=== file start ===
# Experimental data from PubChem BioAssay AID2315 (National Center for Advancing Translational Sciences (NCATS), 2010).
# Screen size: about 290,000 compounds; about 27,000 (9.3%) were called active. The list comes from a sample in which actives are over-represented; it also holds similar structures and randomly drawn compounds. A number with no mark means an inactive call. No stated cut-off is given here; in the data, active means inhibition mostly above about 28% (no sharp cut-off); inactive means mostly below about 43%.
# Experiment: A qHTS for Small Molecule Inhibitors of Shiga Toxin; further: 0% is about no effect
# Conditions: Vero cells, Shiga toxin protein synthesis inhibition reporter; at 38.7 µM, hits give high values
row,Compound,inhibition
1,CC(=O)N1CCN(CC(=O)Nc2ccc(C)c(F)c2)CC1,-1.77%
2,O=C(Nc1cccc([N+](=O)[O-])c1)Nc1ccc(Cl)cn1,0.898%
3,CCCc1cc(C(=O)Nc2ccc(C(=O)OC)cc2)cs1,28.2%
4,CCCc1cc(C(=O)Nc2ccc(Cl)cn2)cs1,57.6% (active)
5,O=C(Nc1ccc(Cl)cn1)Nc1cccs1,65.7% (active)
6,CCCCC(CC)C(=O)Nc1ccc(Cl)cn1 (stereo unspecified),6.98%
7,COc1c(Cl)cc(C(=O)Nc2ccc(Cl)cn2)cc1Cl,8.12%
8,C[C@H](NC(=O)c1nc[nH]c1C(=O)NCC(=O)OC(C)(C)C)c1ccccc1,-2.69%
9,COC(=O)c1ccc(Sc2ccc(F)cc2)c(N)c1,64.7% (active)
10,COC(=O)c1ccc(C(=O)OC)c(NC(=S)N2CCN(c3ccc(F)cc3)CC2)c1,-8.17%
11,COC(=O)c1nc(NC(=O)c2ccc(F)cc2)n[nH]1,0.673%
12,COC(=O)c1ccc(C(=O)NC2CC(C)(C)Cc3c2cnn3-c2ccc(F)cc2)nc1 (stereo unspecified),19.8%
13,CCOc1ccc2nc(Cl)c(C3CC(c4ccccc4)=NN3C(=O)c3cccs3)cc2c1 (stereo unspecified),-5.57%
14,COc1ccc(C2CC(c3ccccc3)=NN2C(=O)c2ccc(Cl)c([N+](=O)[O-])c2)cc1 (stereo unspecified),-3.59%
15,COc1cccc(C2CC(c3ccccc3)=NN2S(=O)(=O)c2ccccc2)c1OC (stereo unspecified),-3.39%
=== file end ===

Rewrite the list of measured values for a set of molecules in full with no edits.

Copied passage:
# Experimental data from PubChem BioAssay AID2315 (National Center for Advancing Translational Sciences (NCATS), 2010).
# Screen size: about 290,000 compounds; about 27,000 (9.3%) were called active. The list comes from a sample in which actives are over-represented; it also holds similar structures and randomly drawn compounds. A number with no mark means an inactive call. No stated cut-off is given here; in the data, active means inhibition mostly above about 28% (no sharp cut-off); inactive means mostly below about 43%.
# Experiment: A qHTS for Small Molecule Inhibitors of Shiga Toxin; further: 0% is about no effect
# Conditions: Vero cells, Shiga toxin protein synthesis inhibition reporter; at 38.7 µM, hits give high values
row,Compound,inhibition
1,CC(=O)N1CCN(CC(=O)Nc2ccc(C)c(F)c2)CC1,-1.77%
2,O=C(Nc1cccc([N+](=O)[O-])c1)Nc1ccc(Cl)cn1,0.898%
3,CCCc1cc(C(=O)Nc2ccc(C(=O)OC)cc2)cs1,28.2%
4,CCCc1cc(C(=O)Nc2ccc(Cl)cn2)cs1,57.6% (active)
5,O=C(Nc1ccc(Cl)cn1)Nc1cccs1,65.7% (active)
6,CCCCC(CC)C(=O)Nc1ccc(Cl)cn1 (stereo unspecified),6.98%
7,COc1c(Cl)cc(C(=O)Nc2ccc(Cl)cn2)cc1Cl,8.12%
8,C[C@H](NC(=O)c1nc[nH]c1C(=O)NCC(=O)OC(C)(C)C)c1ccccc1,-2.69%
9,COC(=O)c1ccc(Sc2ccc(F)cc2)c(N)c1,64.7% (active)
10,COC(=O)c1ccc(C(=O)OC)c(NC(=S)N2CCN(c3ccc(F)cc3)CC2)c1,-8.17%
11,COC(=O)c1nc(NC(=O)c2ccc(F)cc2)n[nH]1,0.673%
12,COC(=O)c1ccc(C(=O)NC2CC(C)(C)Cc3c2cnn3-c2ccc(F)cc2)nc1 (stereo unspecified),19.8%
13,CCOc1ccc2nc(Cl)c(C3CC(c4ccccc4)=NN3C(=O)c3cccs3)cc2c1 (stereo unspecified),-5.57%
14,COc1ccc(C2CC(c3ccccc3)=NN2C(=O)c2ccc(Cl)c([N+](=O)[O-])c2)cc1 (stereo unspecified),-3.59%
15,COc1cccc(C2CC(c3ccccc3)=NN2S(=O)(=O)c2ccccc2)c1OC (stereo unspecified),-3.39%